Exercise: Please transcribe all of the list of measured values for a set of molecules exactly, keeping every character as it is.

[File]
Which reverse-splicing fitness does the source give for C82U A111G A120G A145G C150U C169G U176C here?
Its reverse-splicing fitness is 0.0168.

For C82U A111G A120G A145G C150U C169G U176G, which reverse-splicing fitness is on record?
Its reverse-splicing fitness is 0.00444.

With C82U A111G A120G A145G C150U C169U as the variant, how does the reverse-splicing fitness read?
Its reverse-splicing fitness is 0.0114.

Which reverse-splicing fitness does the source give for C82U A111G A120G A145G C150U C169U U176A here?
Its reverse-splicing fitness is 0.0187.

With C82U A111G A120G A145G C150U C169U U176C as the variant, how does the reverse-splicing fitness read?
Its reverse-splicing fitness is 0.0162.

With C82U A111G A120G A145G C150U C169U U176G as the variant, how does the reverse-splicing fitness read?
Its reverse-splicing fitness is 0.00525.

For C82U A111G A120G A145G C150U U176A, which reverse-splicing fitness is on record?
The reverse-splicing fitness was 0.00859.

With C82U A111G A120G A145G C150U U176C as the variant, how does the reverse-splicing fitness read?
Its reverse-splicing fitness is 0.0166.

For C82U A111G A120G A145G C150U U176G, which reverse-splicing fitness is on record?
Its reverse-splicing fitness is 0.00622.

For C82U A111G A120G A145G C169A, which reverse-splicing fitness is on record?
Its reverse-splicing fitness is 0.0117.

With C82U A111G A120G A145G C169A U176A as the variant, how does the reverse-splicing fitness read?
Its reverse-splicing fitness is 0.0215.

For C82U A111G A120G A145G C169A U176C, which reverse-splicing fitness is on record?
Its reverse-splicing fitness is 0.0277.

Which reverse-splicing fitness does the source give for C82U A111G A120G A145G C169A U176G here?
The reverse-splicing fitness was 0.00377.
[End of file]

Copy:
Which reverse-splicing fitness does the source give for C82U A111G A120G A145G C150U C169G U176C here?
Its reverse-splicing fitness is 0.0168.

For C82U A111G A120G A145G C150U C169G U176G, which reverse-splicing fitness is on record?
Its reverse-splicing fitness is 0.00444.

With C82U A111G A120G A145G C150U C169U as the variant, how does the reverse-splicing fitness read?
Its reverse-splicing fitness is 0.0114.

Which reverse-splicing fitness does the source give for C82U A111G A120G A145G C150U C169U U176A here?
Its reverse-splicing fitness is 0.0187.

With C82U A111G A120G A145G C150U C169U U176C as the variant, how does the reverse-splicing fitness read?
Its reverse-splicing fitness is 0.0162.

With C82U A111G A120G A145G C150U C169U U176G as the variant, how does the reverse-splicing fitness read?
Its reverse-splicing fitness is 0.00525.

For C82U A111G A120G A145G C150U U176A, which reverse-splicing fitness is on record?
The reverse-splicing fitness was 0.00859.

With C82U A111G A120G A145G C150U U176C as the variant, how does the reverse-splicing fitness read?
Its reverse-splicing fitness is 0.0166.

For C82U A111G A120G A145G C150U U176G, which reverse-splicing fitness is on record?
Its reverse-splicing fitness is 0.00622.

For C82U A111G A120G A145G C169A, which reverse-splicing fitness is on record?
Its reverse-splicing fitness is 0.0117.

With C82U A111G A120G A145G C169A U176A as the variant, how does the reverse-splicing fitness read?
Its reverse-splicing fitness is 0.0215.

For C82U A111G A120G A145G C169A U176C, which reverse-splicing fitness is on record?
Its reverse-splicing fitness is 0.0277.

Which reverse-splicing fitness does the source give for C82U A111G A120G A145G C169A U176G here?
The reverse-splicing fitness was 0.00377.